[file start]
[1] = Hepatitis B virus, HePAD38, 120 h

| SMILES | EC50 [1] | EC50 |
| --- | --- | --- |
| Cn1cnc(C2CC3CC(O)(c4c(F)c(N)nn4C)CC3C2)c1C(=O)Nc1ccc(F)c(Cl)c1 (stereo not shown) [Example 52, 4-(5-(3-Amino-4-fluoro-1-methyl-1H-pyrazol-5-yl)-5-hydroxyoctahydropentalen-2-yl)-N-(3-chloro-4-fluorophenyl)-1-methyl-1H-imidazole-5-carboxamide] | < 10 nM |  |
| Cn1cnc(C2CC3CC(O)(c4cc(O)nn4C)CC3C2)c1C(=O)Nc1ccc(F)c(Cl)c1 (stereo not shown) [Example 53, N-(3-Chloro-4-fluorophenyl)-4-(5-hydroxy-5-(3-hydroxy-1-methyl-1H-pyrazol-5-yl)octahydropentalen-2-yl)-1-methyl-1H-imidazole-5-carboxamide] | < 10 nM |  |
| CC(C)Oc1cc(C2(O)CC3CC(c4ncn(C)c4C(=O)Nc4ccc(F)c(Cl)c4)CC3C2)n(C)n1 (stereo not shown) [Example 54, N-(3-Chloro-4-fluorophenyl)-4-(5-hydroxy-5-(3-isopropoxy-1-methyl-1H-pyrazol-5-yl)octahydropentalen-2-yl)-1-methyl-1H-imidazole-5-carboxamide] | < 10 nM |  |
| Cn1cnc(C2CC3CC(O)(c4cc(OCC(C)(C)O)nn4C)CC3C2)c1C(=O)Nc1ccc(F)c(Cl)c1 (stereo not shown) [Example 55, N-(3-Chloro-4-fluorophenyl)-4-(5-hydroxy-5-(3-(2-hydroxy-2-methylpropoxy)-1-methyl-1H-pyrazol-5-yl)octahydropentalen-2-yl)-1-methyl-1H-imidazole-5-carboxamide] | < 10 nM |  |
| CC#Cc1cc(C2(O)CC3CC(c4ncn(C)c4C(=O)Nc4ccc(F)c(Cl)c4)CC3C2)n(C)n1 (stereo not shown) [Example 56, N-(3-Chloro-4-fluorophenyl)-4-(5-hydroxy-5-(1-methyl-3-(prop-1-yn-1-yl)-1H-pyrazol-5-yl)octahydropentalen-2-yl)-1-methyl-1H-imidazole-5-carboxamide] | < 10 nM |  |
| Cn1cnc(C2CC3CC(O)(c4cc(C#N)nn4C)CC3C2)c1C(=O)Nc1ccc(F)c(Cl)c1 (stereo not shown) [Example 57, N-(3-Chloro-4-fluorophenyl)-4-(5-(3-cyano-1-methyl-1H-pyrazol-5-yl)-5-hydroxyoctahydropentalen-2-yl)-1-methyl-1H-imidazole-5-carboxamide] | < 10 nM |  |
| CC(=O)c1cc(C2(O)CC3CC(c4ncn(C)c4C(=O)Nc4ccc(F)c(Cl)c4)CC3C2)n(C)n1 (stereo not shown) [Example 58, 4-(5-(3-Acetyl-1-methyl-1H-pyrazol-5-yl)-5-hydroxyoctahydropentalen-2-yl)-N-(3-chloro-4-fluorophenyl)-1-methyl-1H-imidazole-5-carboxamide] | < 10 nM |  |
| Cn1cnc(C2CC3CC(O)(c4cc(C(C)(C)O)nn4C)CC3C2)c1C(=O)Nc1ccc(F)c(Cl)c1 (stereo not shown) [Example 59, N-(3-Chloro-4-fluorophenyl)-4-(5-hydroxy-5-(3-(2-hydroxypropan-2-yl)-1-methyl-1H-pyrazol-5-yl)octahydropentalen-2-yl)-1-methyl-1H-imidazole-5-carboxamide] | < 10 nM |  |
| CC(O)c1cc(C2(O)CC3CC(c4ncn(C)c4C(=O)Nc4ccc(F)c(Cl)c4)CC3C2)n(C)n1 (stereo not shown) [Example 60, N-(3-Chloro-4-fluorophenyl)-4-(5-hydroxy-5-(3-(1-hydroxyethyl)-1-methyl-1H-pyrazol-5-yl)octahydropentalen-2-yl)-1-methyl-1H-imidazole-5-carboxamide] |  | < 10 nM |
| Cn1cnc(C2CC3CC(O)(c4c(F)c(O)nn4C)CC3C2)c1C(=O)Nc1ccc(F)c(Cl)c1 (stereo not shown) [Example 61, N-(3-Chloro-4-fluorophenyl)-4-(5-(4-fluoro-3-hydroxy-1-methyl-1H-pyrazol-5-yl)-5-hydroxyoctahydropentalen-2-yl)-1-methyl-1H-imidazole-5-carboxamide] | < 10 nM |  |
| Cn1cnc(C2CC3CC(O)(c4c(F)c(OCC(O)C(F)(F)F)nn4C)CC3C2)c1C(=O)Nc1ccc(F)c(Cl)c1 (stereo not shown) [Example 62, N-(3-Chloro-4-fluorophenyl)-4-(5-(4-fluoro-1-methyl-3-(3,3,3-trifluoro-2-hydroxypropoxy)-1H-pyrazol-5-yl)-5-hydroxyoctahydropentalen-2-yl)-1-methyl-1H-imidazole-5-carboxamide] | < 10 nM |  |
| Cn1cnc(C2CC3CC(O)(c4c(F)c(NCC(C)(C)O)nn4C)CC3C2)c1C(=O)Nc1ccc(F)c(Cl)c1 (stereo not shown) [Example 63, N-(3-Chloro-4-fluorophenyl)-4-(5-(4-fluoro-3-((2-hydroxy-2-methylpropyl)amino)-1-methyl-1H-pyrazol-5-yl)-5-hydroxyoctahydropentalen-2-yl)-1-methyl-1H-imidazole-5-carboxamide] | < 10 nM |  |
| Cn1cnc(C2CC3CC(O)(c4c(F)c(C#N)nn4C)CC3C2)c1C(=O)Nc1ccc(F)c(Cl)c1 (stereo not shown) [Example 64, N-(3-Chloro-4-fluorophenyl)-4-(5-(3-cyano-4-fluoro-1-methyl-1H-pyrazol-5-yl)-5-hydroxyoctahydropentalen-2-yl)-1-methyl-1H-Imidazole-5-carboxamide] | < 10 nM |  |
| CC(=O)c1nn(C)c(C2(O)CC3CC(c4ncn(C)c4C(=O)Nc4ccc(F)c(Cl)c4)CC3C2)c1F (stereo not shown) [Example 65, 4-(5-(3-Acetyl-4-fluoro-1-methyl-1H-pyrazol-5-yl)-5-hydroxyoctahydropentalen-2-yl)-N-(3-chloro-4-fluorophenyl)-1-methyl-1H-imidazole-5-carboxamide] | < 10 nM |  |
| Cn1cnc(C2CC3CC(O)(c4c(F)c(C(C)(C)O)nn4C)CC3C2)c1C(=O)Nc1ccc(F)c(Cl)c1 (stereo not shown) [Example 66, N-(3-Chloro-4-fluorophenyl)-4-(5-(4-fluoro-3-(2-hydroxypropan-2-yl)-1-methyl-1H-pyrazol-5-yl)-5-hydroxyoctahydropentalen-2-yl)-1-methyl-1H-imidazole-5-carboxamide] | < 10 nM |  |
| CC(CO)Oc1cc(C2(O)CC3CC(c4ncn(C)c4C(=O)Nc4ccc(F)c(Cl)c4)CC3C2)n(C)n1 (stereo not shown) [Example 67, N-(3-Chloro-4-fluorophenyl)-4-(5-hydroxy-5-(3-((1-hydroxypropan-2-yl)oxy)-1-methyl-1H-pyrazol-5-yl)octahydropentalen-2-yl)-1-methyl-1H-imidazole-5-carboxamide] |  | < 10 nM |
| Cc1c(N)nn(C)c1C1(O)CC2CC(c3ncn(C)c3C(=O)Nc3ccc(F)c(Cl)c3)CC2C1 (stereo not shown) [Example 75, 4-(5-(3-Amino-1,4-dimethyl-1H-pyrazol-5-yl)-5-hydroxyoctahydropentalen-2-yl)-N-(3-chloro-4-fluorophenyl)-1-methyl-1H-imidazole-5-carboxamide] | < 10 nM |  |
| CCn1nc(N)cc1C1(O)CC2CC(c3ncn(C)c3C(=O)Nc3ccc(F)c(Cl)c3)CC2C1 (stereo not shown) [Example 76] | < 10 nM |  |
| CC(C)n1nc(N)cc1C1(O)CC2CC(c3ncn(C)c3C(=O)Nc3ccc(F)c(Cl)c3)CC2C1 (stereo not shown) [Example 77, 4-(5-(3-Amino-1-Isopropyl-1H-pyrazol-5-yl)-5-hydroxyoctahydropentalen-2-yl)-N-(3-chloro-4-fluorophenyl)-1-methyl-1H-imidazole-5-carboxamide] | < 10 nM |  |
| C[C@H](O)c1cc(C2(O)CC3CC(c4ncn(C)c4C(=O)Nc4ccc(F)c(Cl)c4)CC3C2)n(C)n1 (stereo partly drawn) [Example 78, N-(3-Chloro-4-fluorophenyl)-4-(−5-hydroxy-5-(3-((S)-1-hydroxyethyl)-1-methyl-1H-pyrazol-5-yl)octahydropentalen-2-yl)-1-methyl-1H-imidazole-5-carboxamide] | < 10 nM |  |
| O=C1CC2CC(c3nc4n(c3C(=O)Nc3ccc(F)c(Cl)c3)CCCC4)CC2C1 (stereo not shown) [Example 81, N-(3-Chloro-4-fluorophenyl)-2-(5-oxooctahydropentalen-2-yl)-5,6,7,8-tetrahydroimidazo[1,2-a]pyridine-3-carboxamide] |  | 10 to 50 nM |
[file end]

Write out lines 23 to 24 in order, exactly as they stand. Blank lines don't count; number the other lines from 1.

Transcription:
| C[C@H](O)c1cc(C2(O)CC3CC(c4ncn(C)c4C(=O)Nc4ccc(F)c(Cl)c4)CC3C2)n(C)n1 (stereo partly drawn) [Example 78, N-(3-Chloro-4-fluorophenyl)-4-(−5-hydroxy-5-(3-((S)-1-hydroxyethyl)-1-methyl-1H-pyrazol-5-yl)octahydropentalen-2-yl)-1-methyl-1H-imidazole-5-carboxamide] | < 10 nM |  |
| O=C1CC2CC(c3nc4n(c3C(=O)Nc3ccc(F)c(Cl)c3)CCCC4)CC2C1 (stereo not shown) [Example 81, N-(3-Chloro-4-fluorophenyl)-2-(5-oxooctahydropentalen-2-yl)-5,6,7,8-tetrahydroimidazo[1,2-a]pyridine-3-carboxamide] |  | 10 to 50 nM |